In some embodiments, the present invention provides a panel for the analysis of a plurality of markers. The panel allows for the simultaneous analysis of multiple markers correlating with carcinogenesis and/or metastasis. For example, a panel may include markers identified as correlating with cancerous tissue, metastatic cancer, localized cancer that is likely to metastasize, pre-cancerous tissue that is likely to become cancerous, and pre-cancerous tissue that is not likely to become cancerous. Depending on the subject, panels may be analyzed alone or in combination in order to provide the best possible diagnosis and prognosis. Markers for inclusion on a panel are selected by screening for their predictive value using any suitable method, including but not limited to, those described in the illustrative examples below.

In other embodiments, the present invention provides an expression profile map comprising expression profiles of cancers of various stages or prognoses (e.g., likelihood of future metastasis). Such maps can be used for comparison with patient samples. Any suitable method may be utilized, including but not limited to, by computer comparison of digitized data. The comparison data is used to provide diagnoses and/or prognoses to patients.

1. Detection of RNA

In some preferred embodiments, detection of prostate or breast cancer markers (e.g., including but not limited to, those disclosed herein) is detected by measuring the expression of corresponding MRNA in a tissue sample (e.g., prostate tissue). mRNA expression may be measured by any suitable method, including but not limited to, those disclosed below.

In some embodiments, RNA is detection by Northern blot analysis. Northern blot analysis involves the separation of RNA and hybridization of a complementary labeled probe.

In still further embodiments, RNA (or corresponding cDNA) is detected by hybridization to a oligonucleotide probe). A variety of hybridization assays using a variety of technologies for hybridization and detection are available. For example, in some embodiments, TaqMan assay (PE Biosystems, Foster City, Calif.; See e.g., U.S. Pat. Nos. 5,962,233 and 5,538,848, each of which is herein incorporated by reference) is utilized. The assay is performed during a PCR reaction. The TaqMan assay exploits the 5′-3′ exonuclease activity of the AMPLITAQ GOLD DNA polymerase. A probe consisting of an oligonucleotide with a 5′-reporter dye (e.g., a fluorescent dye) and a 3′-quencher dye is included in the PCR reaction. During PCR, if the probe is bound to its target, the 5′-3′ nucleolytic activity of the AMPLITAQ GOLD polymerase cleaves the probe between the reporter and the quencher dye. The separation of the reporter dye from the quencher dye results in an increase of fluorescence. The signal accumulates with each cycle of PCR and can be monitored with a fluorimeter.

In yet other embodiments, reverse-transcriptase PCR (RT-PCR) is used to detect the expression of RNA. In RT-PCR, RNA is enzymatically converted to complementary DNA or “cDNA” using a reverse transcriptase enzyme. The cDNA is then used as a template for a PCR reaction. PCR products can be detected by any suitable method, including but not limited to, gel electrophoresis and staining with a DNA specific stain or hybridization to a labeled probe. In some embodiments, the quantitative reverse transcriptase PCR with standardized mixtures of competitive templates method described in U.S. Pat. Nos. 5,639,606, 5,643,765, and 5,876,978 (each of which is herein incorporated by reference) is utilized.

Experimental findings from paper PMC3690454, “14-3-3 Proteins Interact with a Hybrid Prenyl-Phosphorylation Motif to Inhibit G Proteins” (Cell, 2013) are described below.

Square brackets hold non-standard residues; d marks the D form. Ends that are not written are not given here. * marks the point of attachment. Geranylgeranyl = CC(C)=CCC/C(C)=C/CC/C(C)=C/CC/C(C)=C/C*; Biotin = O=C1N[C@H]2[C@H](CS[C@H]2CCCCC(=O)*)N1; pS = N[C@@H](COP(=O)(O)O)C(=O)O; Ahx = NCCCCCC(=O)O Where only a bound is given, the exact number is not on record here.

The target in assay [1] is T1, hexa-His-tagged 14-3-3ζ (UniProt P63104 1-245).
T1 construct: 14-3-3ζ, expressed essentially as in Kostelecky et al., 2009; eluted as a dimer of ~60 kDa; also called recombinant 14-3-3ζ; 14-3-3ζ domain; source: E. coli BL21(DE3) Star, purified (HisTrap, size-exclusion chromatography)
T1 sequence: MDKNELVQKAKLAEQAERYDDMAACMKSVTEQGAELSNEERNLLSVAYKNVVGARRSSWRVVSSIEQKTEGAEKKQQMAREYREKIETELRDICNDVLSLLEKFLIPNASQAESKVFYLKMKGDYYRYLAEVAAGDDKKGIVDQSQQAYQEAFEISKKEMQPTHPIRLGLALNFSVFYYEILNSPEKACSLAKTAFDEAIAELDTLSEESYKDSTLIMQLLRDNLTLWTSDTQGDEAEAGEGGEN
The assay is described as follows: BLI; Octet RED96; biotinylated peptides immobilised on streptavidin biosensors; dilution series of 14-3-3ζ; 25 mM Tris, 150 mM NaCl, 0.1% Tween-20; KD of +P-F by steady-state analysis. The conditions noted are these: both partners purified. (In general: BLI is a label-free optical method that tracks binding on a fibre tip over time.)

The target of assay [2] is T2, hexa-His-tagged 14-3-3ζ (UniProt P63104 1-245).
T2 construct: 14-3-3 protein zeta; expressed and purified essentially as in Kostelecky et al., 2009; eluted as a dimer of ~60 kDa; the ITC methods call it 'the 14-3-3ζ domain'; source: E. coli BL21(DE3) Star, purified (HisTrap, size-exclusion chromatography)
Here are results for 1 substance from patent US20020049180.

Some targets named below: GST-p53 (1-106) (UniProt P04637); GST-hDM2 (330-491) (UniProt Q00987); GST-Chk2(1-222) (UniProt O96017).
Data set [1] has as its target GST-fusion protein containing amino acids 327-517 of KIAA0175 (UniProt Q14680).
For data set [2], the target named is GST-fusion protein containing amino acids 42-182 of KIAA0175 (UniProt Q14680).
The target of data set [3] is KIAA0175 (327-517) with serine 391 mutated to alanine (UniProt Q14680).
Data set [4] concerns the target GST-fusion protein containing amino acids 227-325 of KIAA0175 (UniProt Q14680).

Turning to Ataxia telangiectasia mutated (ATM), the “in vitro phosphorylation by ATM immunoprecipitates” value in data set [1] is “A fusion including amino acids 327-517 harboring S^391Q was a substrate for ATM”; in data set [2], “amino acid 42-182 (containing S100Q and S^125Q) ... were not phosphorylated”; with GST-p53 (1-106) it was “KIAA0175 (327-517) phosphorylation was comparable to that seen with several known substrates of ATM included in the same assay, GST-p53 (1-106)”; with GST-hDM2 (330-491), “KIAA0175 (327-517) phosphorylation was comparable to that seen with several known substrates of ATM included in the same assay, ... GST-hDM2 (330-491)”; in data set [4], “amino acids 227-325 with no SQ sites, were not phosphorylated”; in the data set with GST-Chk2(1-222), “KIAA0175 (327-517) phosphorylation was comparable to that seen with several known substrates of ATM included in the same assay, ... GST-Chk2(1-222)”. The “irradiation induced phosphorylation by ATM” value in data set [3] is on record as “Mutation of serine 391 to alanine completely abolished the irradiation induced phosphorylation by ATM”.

2. Detection of Protein

In other embodiments, gene expression of cancer markers is detected by measuring the expression of the corresponding protein or polypeptide. Protein expression may be detected by any suitable method. In some embodiments, proteins are detected by immunohistochemistry. In other embodiments, proteins are detected by their binding to an antibody raised against the protein. The generation of antibodies is described below.

Antibody binding is detected by techniques known in the art (e.g., radioimmunoassay, ELISA (enzyme-linked immunosorbant assay), “sandwich” immunoassays, immunoradiometric assays, gel diffusion precipitation reactions, immunodiffusion assays, in situ immunoassays (e.g., using colloidal gold, enzyme or radioisotope labels, for example), Western blots, precipitation reactions, agglutination assays (e.g., gel agglutination assays, hemagglutination assays, etc.), complement fixation assays, immunofluorescence assays, protein A assays, and immunoelectrophoresis assays, etc.

In one embodiment, antibody binding is detected by detecting a label on the primary antibody. In another embodiment, the primary antibody is detected by detecting binding of a secondary antibody or reagent to the primary antibody. In a further embodiment, the secondary antibody is labeled. Many methods are known in the art for detecting binding in an immunoassay and are within the scope of the present invention.